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Telework Employees

Telework Basics

The Federal Government is a leader in the use of innovative workplace arrangements like telework.  In June 2014, President Obama issued a Presidential Memorandum entitled, Enhancing Workplace Flexibilities and Work-Life Programs, as a way to help attract, empower and retain a talented and productive workforce in the 21st century.  Although telework is only one of the workplace flexibilities highlighted in the memorandum, the focus of these efforts provide additional momentum for building upon the requirements of passage of the Telework Enhancement Act of 2010 (the Act).

Telework can give employees more control over their schedules and flexibility in meeting personal and professional responsibilities.  It can offer freedom from office distractions, reduce work-life stress, and provide an alternative workplace arrangement in case of emergencies.

If you are interested in teleworking, or already telework but want to ensure you become a more effective teleworker, here are the key steps to success.

Step 1: Know your Telework Managing Officer and Telework Coordinator

All agencies must designate a Telework Managing Officer (TMO), who is the agency's primary contact for policy and program questions. TMOs will often work with a Telework Coordinator on the day-to-day operational aspects of telework. Employees should maintain frequent contact with their Telework Coordinator to be sure they follow policy and procedures, and for support and assistance should it be needed. You can find your Telework Coordinator, by searching OPM's Work-Life Contact Database.

Step 2: Know your policy and procedures

As detailed in the Act, all agencies must have a telework policy. Employees should familiarize themselves with their agency's policy and any relevant procedures and collective bargaining agreements to ensure they are in compliance with their requirements.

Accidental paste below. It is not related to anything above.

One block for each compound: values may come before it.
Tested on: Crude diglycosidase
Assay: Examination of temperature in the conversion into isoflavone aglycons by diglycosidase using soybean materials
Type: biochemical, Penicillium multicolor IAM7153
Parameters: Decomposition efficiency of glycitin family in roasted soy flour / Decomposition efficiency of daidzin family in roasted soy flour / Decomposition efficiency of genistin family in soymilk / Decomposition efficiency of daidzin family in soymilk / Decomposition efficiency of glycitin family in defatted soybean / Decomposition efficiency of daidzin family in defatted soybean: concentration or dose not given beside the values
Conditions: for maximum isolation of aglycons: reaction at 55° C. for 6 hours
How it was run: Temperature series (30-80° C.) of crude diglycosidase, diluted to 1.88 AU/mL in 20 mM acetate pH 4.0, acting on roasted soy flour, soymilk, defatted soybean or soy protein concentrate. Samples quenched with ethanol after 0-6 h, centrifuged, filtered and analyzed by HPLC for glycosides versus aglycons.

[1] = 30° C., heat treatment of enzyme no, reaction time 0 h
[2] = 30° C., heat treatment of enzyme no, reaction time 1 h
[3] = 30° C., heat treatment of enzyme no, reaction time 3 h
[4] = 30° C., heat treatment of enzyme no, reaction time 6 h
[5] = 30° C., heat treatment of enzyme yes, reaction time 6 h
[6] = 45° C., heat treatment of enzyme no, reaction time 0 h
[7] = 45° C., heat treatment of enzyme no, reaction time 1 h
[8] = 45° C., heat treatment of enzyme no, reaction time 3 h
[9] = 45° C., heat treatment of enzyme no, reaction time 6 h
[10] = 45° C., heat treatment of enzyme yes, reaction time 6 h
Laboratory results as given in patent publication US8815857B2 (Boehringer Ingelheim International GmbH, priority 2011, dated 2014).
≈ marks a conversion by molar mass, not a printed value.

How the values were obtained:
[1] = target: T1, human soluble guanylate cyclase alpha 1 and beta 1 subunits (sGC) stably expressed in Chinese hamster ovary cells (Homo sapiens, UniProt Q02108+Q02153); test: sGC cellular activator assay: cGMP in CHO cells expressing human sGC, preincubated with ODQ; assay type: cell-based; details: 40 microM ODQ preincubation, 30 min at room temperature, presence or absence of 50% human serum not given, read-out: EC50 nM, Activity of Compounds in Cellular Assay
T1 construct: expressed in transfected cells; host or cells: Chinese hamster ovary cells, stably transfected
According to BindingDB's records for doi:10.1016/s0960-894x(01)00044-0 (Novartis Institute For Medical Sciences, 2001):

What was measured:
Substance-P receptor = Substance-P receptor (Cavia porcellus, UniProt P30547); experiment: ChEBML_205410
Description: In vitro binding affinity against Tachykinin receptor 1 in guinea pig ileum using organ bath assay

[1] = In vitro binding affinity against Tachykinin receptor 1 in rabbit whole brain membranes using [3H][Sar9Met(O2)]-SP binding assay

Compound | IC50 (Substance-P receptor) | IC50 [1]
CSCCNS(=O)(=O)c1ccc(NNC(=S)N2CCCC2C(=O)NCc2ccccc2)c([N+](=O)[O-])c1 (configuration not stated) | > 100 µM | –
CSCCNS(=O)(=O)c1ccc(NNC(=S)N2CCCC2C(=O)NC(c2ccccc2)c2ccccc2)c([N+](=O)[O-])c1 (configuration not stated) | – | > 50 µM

Step 3: Successfully complete telework training

The Act requires employees to successfully complete telework training before they can telework. The U.S. Office of Personnel Management offers online telework training.  In addition, many agencies offer their own training as part of their telework policy and procedures.  Also, information technology security training is mandatory at the agency level, and teleworkers must complete this training and understand their responsibilities in safeguarding work-related information.  For more information about agency-based telework training and/or information technology training, please consult your agency Telework Coordinator or TMO.  You can find your Telework Coordinator by searching OPM's Work-Life Contact Database.

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Step 4: Conduct a self-assessment

A good telework arrangement starts with a good self-assessment. Employees should consider the following factors in making an honest determination about their telework capabilities:

  • Sufficient portable work for the amount of telework proposed
  • Comfort with the technologies, if any, that will be needed to telework
  • Good communication with your manager, co-workers, customers that will enable a relatively seamless transition from onsite to offsite
  • Telework office space that is conducive to getting the work done
  • Dependent care (i.e., child care, elder care, or care of any other dependent adults) arrangements in place
  • Ability to be flexible about the telework arrangement to respond to the needs of the manager, the workgroup, and the work

Additionally, to be a successful teleworker you need to have work habits that support independent task performance.  These habits include:

  • Ability to work with minimal direct supervision
  • Organized work practices
  • Good planning skills
  • Ability to meet schedules and deadlines
  • Effective time management skills
  • Effective communication skills

For more information, visit the Self-Assessment & Safety Checklist pages.

Step 5: Enter into a signed, written telework agreement

The Act mandates that each teleworker and his/her manager must enter into a written agreement for every type of telework, whether the employee teleworks regularly or not. The parameters of this agreement are most often laid out by the agency policy and/or collective bargaining agreement but should include the following key elements: